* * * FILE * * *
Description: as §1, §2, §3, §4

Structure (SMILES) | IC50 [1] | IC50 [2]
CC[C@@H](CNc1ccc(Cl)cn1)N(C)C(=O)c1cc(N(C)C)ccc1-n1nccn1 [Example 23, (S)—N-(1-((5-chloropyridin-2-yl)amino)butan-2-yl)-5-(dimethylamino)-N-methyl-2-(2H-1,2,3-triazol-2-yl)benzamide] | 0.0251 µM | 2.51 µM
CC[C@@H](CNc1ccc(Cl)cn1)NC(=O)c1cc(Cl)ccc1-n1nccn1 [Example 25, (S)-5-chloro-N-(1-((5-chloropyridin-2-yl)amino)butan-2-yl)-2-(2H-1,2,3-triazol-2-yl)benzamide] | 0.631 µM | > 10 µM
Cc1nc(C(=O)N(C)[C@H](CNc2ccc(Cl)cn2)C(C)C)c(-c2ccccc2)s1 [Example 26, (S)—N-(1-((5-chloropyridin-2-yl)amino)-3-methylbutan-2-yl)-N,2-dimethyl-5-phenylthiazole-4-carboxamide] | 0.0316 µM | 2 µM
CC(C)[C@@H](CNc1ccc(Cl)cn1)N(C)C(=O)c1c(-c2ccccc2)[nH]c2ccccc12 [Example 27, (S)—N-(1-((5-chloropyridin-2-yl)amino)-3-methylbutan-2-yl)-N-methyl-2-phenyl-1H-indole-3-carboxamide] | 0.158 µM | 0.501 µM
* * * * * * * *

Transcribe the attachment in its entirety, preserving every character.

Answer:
Description: as §1, §2, §3, §4

Structure (SMILES) | IC50 [1] | IC50 [2]
CC[C@@H](CNc1ccc(Cl)cn1)N(C)C(=O)c1cc(N(C)C)ccc1-n1nccn1 [Example 23, (S)—N-(1-((5-chloropyridin-2-yl)amino)butan-2-yl)-5-(dimethylamino)-N-methyl-2-(2H-1,2,3-triazol-2-yl)benzamide] | 0.0251 µM | 2.51 µM
CC[C@@H](CNc1ccc(Cl)cn1)NC(=O)c1cc(Cl)ccc1-n1nccn1 [Example 25, (S)-5-chloro-N-(1-((5-chloropyridin-2-yl)amino)butan-2-yl)-2-(2H-1,2,3-triazol-2-yl)benzamide] | 0.631 µM | > 10 µM
Cc1nc(C(=O)N(C)[C@H](CNc2ccc(Cl)cn2)C(C)C)c(-c2ccccc2)s1 [Example 26, (S)—N-(1-((5-chloropyridin-2-yl)amino)-3-methylbutan-2-yl)-N,2-dimethyl-5-phenylthiazole-4-carboxamide] | 0.0316 µM | 2 µM
CC(C)[C@@H](CNc1ccc(Cl)cn1)N(C)C(=O)c1c(-c2ccccc2)[nH]c2ccccc12 [Example 27, (S)—N-(1-((5-chloropyridin-2-yl)amino)-3-methylbutan-2-yl)-N-methyl-2-phenyl-1H-indole-3-carboxamide] | 0.158 µM | 0.501 µM